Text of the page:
7. michelle says:

    Those danged deer, they just don’t miss an opportunity! LOL I’m envious of those figs, I have to buy them until my little trees grow up (any year now…). Isn’t it nice to be able to harvest as you need it, you’ve deserved a well earned break from the bountiful harvests of summer.

  8. Ouch, sorry about the lettuce. Darned deer. We had a buck almost crash through our deer fence this weekend, darn near knocked a whole fence post over. They can be awfully determined sometimes.

    I hope you’ll be as happy with Beam’s Yellow Pear next year as we were. It was just phenomenal for us this year.

    That butternut squash soup looks divine, and is hands down one my fall favorites…which reminds me, I haven’t eaten lunch!

    • Villager says:

      I’ve grown the Yellow Pear and Red Pear varieties before, and I remember them as being prolific growers. I also remember making preserves with the yellow ones.

      Roasting and dehydrating tomatoes has changed the game for us when growing tomatoes. Now we are finding the smaller fruited varieties to be more and more useful, and I’m growing more of them as a result.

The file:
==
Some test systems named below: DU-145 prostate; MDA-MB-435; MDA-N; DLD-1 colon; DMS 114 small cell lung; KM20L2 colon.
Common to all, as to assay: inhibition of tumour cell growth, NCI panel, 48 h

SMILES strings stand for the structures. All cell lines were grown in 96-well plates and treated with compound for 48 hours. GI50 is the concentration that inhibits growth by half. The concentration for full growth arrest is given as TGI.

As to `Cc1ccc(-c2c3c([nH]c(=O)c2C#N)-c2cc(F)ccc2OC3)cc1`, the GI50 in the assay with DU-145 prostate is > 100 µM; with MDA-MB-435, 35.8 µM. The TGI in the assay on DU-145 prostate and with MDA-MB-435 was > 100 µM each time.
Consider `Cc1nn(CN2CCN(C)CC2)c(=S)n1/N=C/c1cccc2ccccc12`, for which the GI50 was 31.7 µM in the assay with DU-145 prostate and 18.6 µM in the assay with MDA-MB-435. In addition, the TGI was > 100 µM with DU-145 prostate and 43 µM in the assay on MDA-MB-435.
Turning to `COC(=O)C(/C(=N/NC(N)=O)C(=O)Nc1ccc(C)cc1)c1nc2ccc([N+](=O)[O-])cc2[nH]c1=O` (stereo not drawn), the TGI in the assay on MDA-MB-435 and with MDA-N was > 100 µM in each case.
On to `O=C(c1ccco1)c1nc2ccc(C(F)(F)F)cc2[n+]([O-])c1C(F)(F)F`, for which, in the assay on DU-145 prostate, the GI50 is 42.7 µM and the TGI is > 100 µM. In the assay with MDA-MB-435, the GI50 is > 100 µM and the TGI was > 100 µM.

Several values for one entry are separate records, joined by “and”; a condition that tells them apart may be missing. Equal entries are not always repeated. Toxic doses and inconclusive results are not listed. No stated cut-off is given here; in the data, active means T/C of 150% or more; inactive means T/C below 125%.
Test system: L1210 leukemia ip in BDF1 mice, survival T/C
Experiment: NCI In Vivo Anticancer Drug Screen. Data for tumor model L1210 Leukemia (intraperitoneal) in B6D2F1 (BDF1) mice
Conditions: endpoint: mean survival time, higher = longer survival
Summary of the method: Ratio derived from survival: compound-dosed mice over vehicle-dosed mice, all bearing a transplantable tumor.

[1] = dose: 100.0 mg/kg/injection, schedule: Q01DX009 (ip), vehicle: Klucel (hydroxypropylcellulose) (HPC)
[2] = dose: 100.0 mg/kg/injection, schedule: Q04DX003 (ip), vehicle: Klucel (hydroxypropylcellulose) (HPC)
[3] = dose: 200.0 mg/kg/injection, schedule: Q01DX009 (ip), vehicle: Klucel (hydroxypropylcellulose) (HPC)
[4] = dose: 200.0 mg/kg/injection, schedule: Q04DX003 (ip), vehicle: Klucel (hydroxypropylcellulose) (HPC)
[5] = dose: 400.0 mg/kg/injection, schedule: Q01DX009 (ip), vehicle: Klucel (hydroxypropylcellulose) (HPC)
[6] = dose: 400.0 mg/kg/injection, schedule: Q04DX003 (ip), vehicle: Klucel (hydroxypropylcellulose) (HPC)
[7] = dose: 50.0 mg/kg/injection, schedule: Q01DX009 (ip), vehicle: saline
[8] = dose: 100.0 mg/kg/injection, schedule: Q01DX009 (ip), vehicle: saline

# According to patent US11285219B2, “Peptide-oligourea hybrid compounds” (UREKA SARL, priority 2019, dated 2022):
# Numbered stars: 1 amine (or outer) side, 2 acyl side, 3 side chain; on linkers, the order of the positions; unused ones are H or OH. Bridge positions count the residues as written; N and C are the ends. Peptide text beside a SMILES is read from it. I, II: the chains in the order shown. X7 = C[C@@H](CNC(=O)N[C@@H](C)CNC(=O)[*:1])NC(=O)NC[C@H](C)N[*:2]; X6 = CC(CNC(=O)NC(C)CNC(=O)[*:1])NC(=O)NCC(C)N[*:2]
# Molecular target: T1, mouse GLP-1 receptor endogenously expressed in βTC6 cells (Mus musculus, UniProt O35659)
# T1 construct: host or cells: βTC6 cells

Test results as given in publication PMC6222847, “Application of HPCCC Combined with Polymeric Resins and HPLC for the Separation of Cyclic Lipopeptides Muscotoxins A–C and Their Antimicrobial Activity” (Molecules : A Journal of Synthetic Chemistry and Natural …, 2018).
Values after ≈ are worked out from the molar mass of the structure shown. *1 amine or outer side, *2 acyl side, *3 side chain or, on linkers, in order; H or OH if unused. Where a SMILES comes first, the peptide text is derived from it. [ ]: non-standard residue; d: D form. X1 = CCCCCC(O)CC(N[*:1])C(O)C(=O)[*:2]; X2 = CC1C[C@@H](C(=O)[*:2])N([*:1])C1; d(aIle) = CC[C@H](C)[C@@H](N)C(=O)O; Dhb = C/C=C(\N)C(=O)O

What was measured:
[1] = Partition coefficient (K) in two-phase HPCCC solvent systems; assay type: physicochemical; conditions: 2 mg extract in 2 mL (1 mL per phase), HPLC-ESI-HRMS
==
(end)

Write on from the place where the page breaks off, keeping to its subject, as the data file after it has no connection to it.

9. Daphne Gould says:

    Well I’m right before dinner and you made me hungry too. Last year I roasted tomatoes, but this year I just never did. The temps were too high to want to turn the oven on when the tomatoes were pouring in. Now I don’t have very many.

  10. Shawn Ann says:

    Wow, fig bars! I wanna do that! Ya, I’d like to grow a fig tree too! And the soup looks yummy!

  11. Angela says:

    Having enough growing that you can pick any time you need to eat, but not so much you have to slave endlessly over the stove is the perfect balance. I hope that with your greenhouse and you freezer stash you’ll be able to stay on that balance point for the whole the winter